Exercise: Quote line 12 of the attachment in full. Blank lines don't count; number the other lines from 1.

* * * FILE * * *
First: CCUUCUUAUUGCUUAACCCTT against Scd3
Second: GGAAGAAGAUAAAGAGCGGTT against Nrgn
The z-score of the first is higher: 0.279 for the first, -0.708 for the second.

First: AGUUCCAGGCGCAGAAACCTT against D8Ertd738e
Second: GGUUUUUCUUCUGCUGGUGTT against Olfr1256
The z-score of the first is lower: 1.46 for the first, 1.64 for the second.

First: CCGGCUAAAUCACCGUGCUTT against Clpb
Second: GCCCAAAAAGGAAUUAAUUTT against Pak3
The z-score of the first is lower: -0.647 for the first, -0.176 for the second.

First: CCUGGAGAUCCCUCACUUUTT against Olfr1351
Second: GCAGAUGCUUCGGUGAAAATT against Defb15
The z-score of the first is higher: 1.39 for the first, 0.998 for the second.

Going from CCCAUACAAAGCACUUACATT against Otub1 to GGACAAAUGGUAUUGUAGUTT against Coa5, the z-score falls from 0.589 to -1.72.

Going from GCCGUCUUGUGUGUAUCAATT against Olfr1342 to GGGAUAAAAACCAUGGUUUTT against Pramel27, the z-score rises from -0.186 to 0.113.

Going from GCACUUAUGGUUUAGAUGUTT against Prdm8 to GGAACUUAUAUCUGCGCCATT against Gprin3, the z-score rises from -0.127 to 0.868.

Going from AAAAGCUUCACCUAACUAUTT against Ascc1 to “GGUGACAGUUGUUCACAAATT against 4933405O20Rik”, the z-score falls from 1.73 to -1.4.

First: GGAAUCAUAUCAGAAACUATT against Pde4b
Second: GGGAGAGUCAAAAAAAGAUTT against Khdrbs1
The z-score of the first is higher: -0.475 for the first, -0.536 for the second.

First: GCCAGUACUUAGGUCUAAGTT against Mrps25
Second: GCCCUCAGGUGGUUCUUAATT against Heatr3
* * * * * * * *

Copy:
The z-score of the first is higher: 1.39 for the first, 0.998 for the second.